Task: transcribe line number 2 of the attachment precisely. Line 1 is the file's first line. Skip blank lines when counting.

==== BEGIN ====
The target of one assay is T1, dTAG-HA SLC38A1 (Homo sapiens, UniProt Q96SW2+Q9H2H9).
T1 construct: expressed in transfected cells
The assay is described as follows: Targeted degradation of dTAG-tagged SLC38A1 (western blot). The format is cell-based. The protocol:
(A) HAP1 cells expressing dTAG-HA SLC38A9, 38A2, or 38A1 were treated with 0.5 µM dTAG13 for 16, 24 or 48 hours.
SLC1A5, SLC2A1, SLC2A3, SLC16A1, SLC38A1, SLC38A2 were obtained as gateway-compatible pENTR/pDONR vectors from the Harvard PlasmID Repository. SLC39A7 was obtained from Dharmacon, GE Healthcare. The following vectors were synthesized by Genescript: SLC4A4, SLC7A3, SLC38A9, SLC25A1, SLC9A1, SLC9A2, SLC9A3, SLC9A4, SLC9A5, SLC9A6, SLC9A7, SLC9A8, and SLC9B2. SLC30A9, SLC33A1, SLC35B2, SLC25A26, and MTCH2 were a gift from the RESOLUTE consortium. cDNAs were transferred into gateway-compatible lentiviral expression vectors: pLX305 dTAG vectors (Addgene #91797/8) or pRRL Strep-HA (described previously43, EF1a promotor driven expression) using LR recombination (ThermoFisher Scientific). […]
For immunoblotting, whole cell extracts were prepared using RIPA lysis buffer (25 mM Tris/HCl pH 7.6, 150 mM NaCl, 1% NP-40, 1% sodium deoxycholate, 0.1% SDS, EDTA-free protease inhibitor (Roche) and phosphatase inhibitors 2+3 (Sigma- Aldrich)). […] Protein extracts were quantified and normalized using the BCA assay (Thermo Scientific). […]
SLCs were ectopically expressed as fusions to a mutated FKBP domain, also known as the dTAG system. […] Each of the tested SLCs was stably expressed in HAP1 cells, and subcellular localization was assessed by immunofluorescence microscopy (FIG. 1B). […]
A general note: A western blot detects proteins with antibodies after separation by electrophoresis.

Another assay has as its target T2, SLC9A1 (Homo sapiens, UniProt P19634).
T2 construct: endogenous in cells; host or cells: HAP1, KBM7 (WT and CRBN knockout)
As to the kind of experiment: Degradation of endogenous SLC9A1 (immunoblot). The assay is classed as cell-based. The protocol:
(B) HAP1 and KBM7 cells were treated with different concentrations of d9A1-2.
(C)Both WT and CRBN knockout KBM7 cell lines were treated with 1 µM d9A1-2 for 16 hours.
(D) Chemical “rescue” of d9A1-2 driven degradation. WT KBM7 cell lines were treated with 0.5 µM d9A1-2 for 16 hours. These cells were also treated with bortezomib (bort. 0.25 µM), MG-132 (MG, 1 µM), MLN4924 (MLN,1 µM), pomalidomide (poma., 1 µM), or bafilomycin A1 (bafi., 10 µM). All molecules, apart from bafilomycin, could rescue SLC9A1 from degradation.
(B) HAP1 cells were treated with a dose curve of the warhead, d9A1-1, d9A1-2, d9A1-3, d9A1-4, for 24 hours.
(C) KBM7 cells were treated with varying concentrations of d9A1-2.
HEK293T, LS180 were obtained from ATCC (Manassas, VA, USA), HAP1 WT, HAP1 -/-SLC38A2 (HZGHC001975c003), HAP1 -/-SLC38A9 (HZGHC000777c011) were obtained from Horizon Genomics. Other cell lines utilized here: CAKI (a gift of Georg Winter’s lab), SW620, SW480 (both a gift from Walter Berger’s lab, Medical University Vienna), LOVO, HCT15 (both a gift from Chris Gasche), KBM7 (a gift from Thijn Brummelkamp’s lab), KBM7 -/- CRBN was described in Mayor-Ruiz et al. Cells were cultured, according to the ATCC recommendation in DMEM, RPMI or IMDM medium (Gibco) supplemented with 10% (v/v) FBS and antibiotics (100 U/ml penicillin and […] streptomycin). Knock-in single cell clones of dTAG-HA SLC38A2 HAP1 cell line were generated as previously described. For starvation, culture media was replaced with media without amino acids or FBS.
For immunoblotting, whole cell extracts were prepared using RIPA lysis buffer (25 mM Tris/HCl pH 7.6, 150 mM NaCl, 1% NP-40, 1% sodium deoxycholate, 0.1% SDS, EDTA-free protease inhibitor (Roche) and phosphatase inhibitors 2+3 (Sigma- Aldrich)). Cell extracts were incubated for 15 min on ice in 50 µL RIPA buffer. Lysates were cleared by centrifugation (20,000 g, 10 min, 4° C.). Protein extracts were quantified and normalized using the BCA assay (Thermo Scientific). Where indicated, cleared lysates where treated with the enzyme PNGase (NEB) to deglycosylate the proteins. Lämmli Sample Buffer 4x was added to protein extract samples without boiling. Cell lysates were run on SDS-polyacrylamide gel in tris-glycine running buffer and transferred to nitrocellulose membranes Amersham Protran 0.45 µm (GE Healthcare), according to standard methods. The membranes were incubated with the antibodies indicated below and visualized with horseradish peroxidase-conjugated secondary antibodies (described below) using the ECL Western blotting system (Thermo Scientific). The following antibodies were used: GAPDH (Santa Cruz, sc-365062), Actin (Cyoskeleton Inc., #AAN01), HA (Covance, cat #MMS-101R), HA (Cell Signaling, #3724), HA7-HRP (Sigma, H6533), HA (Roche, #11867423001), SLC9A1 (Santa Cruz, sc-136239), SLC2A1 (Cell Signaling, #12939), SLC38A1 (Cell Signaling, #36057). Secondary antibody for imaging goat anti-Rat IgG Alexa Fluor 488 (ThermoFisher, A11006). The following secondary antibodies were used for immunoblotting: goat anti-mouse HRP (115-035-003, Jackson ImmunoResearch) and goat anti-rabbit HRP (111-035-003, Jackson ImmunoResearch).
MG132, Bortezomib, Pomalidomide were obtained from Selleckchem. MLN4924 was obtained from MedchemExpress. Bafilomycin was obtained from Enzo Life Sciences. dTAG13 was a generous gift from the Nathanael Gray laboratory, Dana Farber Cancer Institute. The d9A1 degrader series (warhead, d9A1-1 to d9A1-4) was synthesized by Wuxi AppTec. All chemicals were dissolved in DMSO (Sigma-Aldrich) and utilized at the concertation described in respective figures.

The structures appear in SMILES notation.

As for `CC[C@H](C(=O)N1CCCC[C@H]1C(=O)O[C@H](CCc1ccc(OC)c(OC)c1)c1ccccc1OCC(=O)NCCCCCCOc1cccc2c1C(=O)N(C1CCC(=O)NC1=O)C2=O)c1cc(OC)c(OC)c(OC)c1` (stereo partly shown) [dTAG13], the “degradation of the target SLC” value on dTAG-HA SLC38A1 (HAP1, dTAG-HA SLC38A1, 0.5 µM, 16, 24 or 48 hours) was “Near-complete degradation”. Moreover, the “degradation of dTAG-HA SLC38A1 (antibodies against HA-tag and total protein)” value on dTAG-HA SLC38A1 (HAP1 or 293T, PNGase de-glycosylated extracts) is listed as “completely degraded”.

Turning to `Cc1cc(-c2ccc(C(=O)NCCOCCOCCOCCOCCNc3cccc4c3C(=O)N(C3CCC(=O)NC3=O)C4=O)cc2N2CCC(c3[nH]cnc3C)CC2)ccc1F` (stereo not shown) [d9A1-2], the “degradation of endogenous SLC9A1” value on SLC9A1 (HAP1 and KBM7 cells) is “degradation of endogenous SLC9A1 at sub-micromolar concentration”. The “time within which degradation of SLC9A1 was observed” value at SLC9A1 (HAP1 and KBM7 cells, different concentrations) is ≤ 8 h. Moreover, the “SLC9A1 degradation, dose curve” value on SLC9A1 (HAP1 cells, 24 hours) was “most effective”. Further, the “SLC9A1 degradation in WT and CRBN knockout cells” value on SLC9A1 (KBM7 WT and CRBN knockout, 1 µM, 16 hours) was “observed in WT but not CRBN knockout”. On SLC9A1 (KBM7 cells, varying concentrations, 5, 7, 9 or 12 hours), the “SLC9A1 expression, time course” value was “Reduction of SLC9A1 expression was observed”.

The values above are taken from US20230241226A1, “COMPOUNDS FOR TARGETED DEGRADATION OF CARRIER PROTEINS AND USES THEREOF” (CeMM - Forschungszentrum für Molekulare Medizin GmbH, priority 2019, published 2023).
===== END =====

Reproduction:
T1 construct: expressed in transfected cells